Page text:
Black History


Ebony, a pictorial news magazine published by Chicago, Illinois-based Johnson Publishing Company, first appeared in November 1945. Created by John H. Johnson, who modeled his publication after Life magazine, Ebony celebrated African American life and culture by depicting the achievements of black Americans. It honored black identity by portraying black life, refuting stereotypes, and inspiring readers to overcome racial and other barriers to success. John H. Johnson began his career with Negro Digest in 1942 and started Ebony three years later. In 1972 the Magazine Publishers Association selected Johnson “Magazine Publisher of the Year.” Negro Digest changed its name in 1970 to Black World but ultimately folded; today Johnson Publishing also produces Jet magazine.

Ebony first featured articles about notable African Americans such as celebrities and sports figures, and during the late 1950s ran Dr. Martin Luther King Jr.’s column, “Advice for Living By.” By the 1960s articles supporting civil rights appeared as the magazine provided reliable coverage of the civil rights movement as it unfolded across the United States. Ebony also discussed the increasing opportunities for African Americans, suggested ways to overcome obstacles, and encouraged blacks to exhibit racial pride. Words emphasized continually in the magazine — respect, dignity, pride, recognition, understanding, hope.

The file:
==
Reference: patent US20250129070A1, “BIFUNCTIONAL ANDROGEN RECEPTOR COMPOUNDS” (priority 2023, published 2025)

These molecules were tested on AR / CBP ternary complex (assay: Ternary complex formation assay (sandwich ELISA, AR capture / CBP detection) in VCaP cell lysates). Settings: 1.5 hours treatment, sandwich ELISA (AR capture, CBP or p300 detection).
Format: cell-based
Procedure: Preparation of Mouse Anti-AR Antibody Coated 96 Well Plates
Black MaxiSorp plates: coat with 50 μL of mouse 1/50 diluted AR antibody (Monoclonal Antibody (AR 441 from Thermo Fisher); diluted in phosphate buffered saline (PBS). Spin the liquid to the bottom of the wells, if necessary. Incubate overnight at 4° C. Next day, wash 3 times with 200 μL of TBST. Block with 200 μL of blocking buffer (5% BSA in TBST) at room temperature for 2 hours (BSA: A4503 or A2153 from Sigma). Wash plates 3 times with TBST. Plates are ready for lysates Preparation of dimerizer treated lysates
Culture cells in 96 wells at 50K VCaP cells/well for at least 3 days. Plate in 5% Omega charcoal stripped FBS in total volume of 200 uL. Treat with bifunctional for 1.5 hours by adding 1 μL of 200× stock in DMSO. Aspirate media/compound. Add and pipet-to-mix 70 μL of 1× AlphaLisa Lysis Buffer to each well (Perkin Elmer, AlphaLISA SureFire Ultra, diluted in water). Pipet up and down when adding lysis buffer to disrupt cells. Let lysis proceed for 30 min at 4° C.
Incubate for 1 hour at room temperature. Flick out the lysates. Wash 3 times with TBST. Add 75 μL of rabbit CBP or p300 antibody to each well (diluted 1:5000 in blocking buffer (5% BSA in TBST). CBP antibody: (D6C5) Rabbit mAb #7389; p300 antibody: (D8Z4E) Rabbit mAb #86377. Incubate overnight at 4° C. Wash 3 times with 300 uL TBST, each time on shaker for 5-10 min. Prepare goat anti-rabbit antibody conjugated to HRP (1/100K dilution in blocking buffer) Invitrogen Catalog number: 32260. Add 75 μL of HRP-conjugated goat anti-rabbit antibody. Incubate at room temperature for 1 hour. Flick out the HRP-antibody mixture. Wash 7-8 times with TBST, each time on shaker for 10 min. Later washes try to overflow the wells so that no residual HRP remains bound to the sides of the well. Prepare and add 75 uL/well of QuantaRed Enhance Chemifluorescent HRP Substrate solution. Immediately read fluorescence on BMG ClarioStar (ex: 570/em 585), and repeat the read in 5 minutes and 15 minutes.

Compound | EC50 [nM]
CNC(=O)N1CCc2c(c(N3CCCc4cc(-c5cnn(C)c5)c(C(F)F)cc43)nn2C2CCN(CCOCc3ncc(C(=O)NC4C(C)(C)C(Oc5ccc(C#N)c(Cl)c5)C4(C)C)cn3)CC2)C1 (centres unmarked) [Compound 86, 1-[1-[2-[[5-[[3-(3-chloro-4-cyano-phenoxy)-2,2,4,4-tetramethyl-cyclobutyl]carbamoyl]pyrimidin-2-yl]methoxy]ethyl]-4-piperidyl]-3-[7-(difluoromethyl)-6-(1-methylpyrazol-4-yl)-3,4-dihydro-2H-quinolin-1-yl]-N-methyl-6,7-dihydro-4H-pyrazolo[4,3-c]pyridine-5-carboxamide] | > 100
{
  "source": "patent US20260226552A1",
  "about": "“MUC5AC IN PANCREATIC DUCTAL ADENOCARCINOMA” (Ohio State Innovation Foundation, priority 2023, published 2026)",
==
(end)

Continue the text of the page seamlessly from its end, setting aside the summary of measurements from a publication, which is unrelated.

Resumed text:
Ebony occasionally presented works by well-established literary figures such as Langston Hughes and Gwendolyn Brooks.  It also frequently published special issues, such as the 1963 one hundredth year commemoration of the Emancipation Proclamation, that highlighted issues deemed particularly relevant to African Americans.

Ebony provided a national forum for blacks. By highlighting the accomplishments of black Americans, the magazine offered its readers new measurements of black success. It earned a strong national reputation for its celebration of black identity and culture. Ebony continues to inspire an appreciation of the black heritage and commemorates and encourages African American contributions to American society.